The unexpected death of Ulster Unionist MP Clifford Forsythe has raised the prospect of a hard-fought by-election on the issue of support for the Good Friday Agreement and the peace process.
Mr Forsythe, who was 70, collapsed on Wednesday night and died yesterday in Belfast's Royal Victoria Hospital. Tributes to him dwelt on his record as an assiduous MP.
His party leader, David Trimble, said: "In his quietly effective way he made many friends for Northern Ireland and for Ulster Unionism. He was an excellent colleague to work with and I will ... miss his friendly manner and good advice."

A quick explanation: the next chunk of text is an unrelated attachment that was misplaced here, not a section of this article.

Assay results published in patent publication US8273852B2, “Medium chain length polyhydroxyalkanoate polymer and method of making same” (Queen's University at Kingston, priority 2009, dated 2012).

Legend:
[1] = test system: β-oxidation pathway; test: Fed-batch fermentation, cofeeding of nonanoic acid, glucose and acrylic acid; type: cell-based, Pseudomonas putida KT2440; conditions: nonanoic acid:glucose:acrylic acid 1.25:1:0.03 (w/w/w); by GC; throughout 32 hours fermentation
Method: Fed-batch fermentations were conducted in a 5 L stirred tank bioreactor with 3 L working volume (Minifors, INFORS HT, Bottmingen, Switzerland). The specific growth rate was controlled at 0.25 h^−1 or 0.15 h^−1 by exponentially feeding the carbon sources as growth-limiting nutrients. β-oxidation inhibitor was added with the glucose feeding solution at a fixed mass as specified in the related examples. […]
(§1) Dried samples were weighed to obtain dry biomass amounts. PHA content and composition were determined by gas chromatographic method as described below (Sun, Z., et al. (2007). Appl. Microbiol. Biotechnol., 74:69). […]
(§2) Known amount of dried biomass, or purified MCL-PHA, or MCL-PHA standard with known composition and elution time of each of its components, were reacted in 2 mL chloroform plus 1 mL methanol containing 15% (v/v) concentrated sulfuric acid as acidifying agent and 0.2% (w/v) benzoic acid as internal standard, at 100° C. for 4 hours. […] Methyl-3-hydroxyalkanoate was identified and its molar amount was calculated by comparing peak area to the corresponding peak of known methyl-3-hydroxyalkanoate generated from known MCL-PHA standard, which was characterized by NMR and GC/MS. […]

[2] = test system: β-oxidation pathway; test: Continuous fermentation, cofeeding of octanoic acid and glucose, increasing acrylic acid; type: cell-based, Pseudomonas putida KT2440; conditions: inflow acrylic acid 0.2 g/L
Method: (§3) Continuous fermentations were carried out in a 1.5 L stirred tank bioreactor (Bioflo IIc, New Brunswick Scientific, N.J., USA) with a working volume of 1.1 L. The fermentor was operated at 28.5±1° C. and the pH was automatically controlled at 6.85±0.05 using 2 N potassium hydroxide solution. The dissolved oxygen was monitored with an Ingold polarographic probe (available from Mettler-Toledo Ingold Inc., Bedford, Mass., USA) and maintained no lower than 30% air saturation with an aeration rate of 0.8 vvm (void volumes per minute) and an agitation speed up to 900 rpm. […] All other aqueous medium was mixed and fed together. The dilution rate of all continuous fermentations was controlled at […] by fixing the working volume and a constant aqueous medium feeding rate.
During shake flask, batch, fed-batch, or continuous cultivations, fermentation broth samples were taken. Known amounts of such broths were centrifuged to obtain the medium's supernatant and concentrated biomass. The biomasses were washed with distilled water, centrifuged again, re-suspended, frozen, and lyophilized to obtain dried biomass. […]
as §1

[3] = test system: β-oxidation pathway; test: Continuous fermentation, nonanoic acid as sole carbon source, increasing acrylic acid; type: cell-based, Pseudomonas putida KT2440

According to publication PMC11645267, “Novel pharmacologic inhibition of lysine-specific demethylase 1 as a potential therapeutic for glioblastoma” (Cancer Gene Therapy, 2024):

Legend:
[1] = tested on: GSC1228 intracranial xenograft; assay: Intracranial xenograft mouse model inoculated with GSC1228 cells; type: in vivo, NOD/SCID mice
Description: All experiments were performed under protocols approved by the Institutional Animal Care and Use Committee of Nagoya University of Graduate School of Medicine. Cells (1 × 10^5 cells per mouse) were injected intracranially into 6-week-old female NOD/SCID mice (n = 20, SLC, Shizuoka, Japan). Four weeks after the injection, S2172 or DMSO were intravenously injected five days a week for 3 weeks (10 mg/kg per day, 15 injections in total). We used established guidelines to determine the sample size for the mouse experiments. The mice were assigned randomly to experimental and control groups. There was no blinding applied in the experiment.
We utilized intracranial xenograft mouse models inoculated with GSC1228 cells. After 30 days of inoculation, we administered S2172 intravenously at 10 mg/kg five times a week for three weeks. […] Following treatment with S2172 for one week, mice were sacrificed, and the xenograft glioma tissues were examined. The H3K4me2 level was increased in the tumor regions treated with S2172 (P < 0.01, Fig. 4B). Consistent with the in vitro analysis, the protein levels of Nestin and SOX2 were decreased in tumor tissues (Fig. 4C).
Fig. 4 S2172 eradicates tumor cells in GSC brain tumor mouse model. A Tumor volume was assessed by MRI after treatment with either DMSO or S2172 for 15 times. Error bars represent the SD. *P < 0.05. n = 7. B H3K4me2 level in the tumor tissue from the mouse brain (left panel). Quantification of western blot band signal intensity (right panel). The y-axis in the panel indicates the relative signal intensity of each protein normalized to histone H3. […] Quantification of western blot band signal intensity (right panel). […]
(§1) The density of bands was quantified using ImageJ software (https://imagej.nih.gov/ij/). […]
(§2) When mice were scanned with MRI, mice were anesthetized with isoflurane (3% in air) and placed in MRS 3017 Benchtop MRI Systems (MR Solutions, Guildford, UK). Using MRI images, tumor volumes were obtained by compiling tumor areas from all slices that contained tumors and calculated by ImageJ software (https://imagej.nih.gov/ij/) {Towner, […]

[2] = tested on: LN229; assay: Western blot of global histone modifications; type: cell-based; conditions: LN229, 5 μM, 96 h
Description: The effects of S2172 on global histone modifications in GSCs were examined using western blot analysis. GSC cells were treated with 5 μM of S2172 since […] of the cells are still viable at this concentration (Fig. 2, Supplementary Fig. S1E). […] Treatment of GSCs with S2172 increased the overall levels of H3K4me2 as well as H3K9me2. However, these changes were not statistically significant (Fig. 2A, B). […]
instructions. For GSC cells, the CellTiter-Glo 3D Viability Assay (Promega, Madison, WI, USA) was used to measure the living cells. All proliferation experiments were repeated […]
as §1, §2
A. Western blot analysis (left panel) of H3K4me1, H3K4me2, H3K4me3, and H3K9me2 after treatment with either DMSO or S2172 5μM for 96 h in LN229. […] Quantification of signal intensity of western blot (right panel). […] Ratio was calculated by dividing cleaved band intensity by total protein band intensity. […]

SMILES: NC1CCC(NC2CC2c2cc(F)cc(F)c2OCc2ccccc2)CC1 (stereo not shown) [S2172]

In policy terms, however, Mr Forsythe's advice to Mr Trimble was to abandon theAgreement and return to a more traditionalist approach.
The Rev Ian Paisley, whose Democratic Unionist Party has aspirations to capture Mr Forsythe's seat, said: "He was dedicated to traditional Unionism, and was very much the same way of thinking as I would have been on many issues."
Mr Forsythe, who had been MP for South Antrim since 1983, had a majority of 16,000 in the last general election, when no Paisleyite candidate stood.
Observers will be watching keenly to see who wins the Ulster Unionist nomination. The choice of a pro-Agreement candidate would in effect make for a mini-referendum on the accord as the by-election is expected to be fought by one of Mr Paisley's most senior lieutenants, Rev William McCrea.Reuse content